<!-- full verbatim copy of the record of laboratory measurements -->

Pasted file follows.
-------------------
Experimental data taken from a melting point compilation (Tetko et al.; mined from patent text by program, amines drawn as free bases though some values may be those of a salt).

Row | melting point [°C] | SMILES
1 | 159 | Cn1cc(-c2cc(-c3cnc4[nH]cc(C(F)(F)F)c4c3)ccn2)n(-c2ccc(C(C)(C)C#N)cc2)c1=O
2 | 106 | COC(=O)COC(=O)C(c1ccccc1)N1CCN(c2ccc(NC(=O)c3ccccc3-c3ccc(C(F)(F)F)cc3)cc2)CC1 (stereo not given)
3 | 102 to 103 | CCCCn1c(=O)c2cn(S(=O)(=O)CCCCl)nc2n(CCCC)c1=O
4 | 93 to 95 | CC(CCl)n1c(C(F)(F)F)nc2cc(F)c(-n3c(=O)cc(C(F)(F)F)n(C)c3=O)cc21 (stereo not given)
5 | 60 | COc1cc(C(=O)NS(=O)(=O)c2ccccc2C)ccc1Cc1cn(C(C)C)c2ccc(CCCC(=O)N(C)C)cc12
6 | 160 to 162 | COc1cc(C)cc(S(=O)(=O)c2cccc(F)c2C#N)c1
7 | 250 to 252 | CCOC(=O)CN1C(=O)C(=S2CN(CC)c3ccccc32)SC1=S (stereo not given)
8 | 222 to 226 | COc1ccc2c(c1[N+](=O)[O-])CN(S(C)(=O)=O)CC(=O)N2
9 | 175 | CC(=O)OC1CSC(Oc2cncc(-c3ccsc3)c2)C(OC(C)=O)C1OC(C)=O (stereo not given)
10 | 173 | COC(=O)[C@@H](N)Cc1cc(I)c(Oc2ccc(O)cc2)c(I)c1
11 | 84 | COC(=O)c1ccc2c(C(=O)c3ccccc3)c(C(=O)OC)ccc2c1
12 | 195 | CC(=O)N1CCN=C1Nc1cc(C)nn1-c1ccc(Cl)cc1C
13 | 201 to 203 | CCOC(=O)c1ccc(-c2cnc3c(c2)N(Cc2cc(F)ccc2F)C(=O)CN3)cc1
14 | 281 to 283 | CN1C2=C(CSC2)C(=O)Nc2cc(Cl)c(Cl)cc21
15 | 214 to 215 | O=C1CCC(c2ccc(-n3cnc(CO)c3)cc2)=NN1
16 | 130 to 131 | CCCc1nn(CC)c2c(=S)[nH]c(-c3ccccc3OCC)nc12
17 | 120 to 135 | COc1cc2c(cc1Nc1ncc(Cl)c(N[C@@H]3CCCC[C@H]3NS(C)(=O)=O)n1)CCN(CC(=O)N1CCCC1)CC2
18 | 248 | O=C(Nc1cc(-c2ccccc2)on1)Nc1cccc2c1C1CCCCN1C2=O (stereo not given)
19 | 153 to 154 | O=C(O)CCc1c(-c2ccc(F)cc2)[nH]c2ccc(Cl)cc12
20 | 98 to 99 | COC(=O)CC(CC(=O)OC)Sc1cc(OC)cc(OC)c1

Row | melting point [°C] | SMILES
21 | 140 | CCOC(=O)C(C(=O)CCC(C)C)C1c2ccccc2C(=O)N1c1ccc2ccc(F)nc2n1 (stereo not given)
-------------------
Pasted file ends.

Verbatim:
Experimental data taken from a melting point compilation (Tetko et al.; mined from patent text by program, amines drawn as free bases though some values may be those of a salt).

Row | melting point [°C] | SMILES
1 | 159 | Cn1cc(-c2cc(-c3cnc4[nH]cc(C(F)(F)F)c4c3)ccn2)n(-c2ccc(C(C)(C)C#N)cc2)c1=O
2 | 106 | COC(=O)COC(=O)C(c1ccccc1)N1CCN(c2ccc(NC(=O)c3ccccc3-c3ccc(C(F)(F)F)cc3)cc2)CC1 (stereo not given)
3 | 102 to 103 | CCCCn1c(=O)c2cn(S(=O)(=O)CCCCl)nc2n(CCCC)c1=O
4 | 93 to 95 | CC(CCl)n1c(C(F)(F)F)nc2cc(F)c(-n3c(=O)cc(C(F)(F)F)n(C)c3=O)cc21 (stereo not given)
5 | 60 | COc1cc(C(=O)NS(=O)(=O)c2ccccc2C)ccc1Cc1cn(C(C)C)c2ccc(CCCC(=O)N(C)C)cc12
6 | 160 to 162 | COc1cc(C)cc(S(=O)(=O)c2cccc(F)c2C#N)c1
7 | 250 to 252 | CCOC(=O)CN1C(=O)C(=S2CN(CC)c3ccccc32)SC1=S (stereo not given)
8 | 222 to 226 | COc1ccc2c(c1[N+](=O)[O-])CN(S(C)(=O)=O)CC(=O)N2
9 | 175 | CC(=O)OC1CSC(Oc2cncc(-c3ccsc3)c2)C(OC(C)=O)C1OC(C)=O (stereo not given)
10 | 173 | COC(=O)[C@@H](N)Cc1cc(I)c(Oc2ccc(O)cc2)c(I)c1
11 | 84 | COC(=O)c1ccc2c(C(=O)c3ccccc3)c(C(=O)OC)ccc2c1
12 | 195 | CC(=O)N1CCN=C1Nc1cc(C)nn1-c1ccc(Cl)cc1C
13 | 201 to 203 | CCOC(=O)c1ccc(-c2cnc3c(c2)N(Cc2cc(F)ccc2F)C(=O)CN3)cc1
14 | 281 to 283 | CN1C2=C(CSC2)C(=O)Nc2cc(Cl)c(Cl)cc21
15 | 214 to 215 | O=C1CCC(c2ccc(-n3cnc(CO)c3)cc2)=NN1
16 | 130 to 131 | CCCc1nn(CC)c2c(=S)[nH]c(-c3ccccc3OCC)nc12
17 | 120 to 135 | COc1cc2c(cc1Nc1ncc(Cl)c(N[C@@H]3CCCC[C@H]3NS(C)(=O)=O)n1)CCN(CC(=O)N1CCCC1)CC2
18 | 248 | O=C(Nc1cc(-c2ccccc2)on1)Nc1cccc2c1C1CCCCN1C2=O (stereo not given)
19 | 153 to 154 | O=C(O)CCc1c(-c2ccc(F)cc2)[nH]c2ccc(Cl)cc12
20 | 98 to 99 | COC(=O)CC(CC(=O)OC)Sc1cc(OC)cc(OC)c1

Row | melting point [°C] | SMILES
21 | 140 | CCOC(=O)C(C(=O)CCC(C)C)C1c2ccccc2C(=O)N1c1ccc2ccc(F)nc2n1 (stereo not given)